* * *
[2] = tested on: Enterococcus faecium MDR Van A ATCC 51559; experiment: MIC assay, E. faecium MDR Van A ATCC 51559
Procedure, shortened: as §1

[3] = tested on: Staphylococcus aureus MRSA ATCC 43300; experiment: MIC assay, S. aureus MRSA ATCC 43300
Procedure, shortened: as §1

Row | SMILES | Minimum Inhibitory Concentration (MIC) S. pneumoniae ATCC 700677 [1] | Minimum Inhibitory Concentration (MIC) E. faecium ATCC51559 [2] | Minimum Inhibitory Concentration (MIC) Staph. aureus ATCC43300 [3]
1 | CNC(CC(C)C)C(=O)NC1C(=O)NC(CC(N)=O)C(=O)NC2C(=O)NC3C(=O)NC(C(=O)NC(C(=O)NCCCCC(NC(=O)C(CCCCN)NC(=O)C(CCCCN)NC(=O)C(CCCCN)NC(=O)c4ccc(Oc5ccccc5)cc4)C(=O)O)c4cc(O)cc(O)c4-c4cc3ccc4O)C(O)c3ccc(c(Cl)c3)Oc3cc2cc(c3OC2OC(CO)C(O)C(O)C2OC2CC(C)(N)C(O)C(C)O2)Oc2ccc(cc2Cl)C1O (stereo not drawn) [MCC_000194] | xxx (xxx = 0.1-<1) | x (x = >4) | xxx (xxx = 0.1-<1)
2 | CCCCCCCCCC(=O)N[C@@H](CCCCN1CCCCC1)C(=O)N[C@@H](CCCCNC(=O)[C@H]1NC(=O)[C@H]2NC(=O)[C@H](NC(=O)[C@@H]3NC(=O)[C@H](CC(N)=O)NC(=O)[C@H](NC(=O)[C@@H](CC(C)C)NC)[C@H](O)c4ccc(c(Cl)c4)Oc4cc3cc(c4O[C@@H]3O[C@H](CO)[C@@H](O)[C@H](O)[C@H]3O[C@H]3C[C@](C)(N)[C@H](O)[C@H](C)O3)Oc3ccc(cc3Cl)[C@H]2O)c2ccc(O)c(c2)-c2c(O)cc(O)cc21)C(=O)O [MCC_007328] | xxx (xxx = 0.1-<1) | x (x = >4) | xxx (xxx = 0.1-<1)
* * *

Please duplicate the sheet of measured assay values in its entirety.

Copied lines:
[2] = tested on: Enterococcus faecium MDR Van A ATCC 51559; experiment: MIC assay, E. faecium MDR Van A ATCC 51559
Procedure, shortened: as §1

[3] = tested on: Staphylococcus aureus MRSA ATCC 43300; experiment: MIC assay, S. aureus MRSA ATCC 43300
Procedure, shortened: as §1

Row | SMILES | Minimum Inhibitory Concentration (MIC) S. pneumoniae ATCC 700677 [1] | Minimum Inhibitory Concentration (MIC) E. faecium ATCC51559 [2] | Minimum Inhibitory Concentration (MIC) Staph. aureus ATCC43300 [3]
1 | CNC(CC(C)C)C(=O)NC1C(=O)NC(CC(N)=O)C(=O)NC2C(=O)NC3C(=O)NC(C(=O)NC(C(=O)NCCCCC(NC(=O)C(CCCCN)NC(=O)C(CCCCN)NC(=O)C(CCCCN)NC(=O)c4ccc(Oc5ccccc5)cc4)C(=O)O)c4cc(O)cc(O)c4-c4cc3ccc4O)C(O)c3ccc(c(Cl)c3)Oc3cc2cc(c3OC2OC(CO)C(O)C(O)C2OC2CC(C)(N)C(O)C(C)O2)Oc2ccc(cc2Cl)C1O (stereo not drawn) [MCC_000194] | xxx (xxx = 0.1-<1) | x (x = >4) | xxx (xxx = 0.1-<1)
2 | CCCCCCCCCC(=O)N[C@@H](CCCCN1CCCCC1)C(=O)N[C@@H](CCCCNC(=O)[C@H]1NC(=O)[C@H]2NC(=O)[C@H](NC(=O)[C@@H]3NC(=O)[C@H](CC(N)=O)NC(=O)[C@H](NC(=O)[C@@H](CC(C)C)NC)[C@H](O)c4ccc(c(Cl)c4)Oc4cc3cc(c4O[C@@H]3O[C@H](CO)[C@@H](O)[C@H](O)[C@H]3O[C@H]3C[C@](C)(N)[C@H](O)[C@H](C)O3)Oc3ccc(cc3Cl)[C@H]2O)c2ccc(O)c(c2)-c2c(O)cc(O)cc21)C(=O)O [MCC_007328] | xxx (xxx = 0.1-<1) | x (x = >4) | xxx (xxx = 0.1-<1)